Share my screen and review handouts or worksheets that we can complete together in session.

My favorite way to connect with clients online and make telehealth sessions more engaging is to share my screen and review handouts or worksheets that we can complete together in session. Clients also seem more likely to take notes during telehealth sessions.

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Dr. Carissa Gustafson

Dr. Carissa Gustafson is a licensed clinical psychologist based in Los Angeles, CA. She emphasizes evidence-based practice and specializes in third-wave cognitive-behavioral therapies (CBT) such as dialectical behavioral therapy (DBT), acceptance and commitment therapy (ACT), and compassion-focused therapy (CFT), that utilize a mindfulness- and acceptance-based approach. She is also an Adjunct Professor and Adjunct Clinical Faculty at Pepperdine University, Graduate School of Education and Psychology. Lastly, she is the author of Reclaim Your Life: Acceptance and Commitment Therapy in 7 Weeks.


Within reasonable and appropriate bounds, let clients do sessions in ways that are comfortable for them.

That might include in their bed, on the floor, or laying out in their backyard.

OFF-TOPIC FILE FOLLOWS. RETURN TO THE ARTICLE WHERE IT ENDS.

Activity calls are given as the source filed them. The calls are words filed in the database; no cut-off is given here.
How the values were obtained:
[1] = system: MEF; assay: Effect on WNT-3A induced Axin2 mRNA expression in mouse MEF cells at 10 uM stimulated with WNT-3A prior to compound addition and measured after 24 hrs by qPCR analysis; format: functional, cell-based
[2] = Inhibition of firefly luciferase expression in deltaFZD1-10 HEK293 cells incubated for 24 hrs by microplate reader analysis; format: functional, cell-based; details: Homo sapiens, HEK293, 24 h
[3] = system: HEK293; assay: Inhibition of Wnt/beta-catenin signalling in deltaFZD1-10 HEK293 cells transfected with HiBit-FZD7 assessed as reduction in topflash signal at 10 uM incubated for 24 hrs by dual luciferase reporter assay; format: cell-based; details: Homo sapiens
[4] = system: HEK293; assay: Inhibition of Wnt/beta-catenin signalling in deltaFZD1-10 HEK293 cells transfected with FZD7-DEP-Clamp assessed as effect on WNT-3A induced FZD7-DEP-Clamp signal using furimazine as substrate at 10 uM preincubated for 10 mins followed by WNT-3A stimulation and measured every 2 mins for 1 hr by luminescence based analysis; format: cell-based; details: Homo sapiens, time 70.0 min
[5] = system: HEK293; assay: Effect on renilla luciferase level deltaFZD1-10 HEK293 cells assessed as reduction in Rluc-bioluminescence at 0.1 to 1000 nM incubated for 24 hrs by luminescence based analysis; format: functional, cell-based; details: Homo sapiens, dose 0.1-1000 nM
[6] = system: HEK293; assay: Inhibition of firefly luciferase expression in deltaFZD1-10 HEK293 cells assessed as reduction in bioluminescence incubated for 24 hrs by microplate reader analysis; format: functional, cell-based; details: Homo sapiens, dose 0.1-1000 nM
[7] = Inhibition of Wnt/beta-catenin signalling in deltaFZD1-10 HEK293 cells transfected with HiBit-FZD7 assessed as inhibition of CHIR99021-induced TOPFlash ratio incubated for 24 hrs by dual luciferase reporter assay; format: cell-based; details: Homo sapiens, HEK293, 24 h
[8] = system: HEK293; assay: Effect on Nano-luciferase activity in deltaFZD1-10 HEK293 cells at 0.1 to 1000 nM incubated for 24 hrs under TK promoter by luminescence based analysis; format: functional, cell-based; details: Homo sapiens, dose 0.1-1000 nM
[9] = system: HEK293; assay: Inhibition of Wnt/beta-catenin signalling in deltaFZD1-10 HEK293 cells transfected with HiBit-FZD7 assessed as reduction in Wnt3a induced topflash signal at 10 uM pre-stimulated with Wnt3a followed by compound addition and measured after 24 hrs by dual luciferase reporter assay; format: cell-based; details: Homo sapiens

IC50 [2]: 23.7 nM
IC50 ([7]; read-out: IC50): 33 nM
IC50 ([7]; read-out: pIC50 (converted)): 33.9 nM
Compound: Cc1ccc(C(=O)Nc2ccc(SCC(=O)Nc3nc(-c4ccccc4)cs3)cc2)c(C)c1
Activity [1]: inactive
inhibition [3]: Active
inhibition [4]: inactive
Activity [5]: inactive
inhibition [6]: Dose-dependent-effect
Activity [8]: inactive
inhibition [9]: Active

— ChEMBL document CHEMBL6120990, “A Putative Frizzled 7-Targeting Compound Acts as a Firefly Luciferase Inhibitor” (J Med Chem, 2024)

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Dr. Natalie Feinblatt

Dr. Natalie Feinblatt is a licensed clinical psychologist in Los Angeles, California. She specializes in helping people heal from addiction and trauma. She is trained in & practices EMDR, Brainspotting, CBT, and ACT.


Hide your own face.

If your video platform does not offer a simple way to hide your own face, try covering up your face by sticking a little Post-It or piece of paper over the section of the screen where you can see it. This helps so that you’re not distracted by your own face or worrying about how you look.

Mindstories podcast with Derek Novacek, PhD

Becky White, LMFT

Becky White MFT is the Founder and Director of Root to Rise Therapy, a boutique psychotherapy practice in Los Angeles, CA, that helps you create healthy, satisfying relationships. We believe that healthy relationships start with you, and we are here to help you create a relationship and life that you love.


Make sure that you communicate anything that you do.

Do not leave the screen suddenly and have clients wondering where you are. The less clients have to guess about, the better. (Ex. Make sure you have enough power on your laptop/computer and that setting and volume are adjusted properly and that you have pen, paper, and all that you need at your fingertips).

Mindstories podcast with Derek Novacek, PhD

Shantel Daniels, LMFT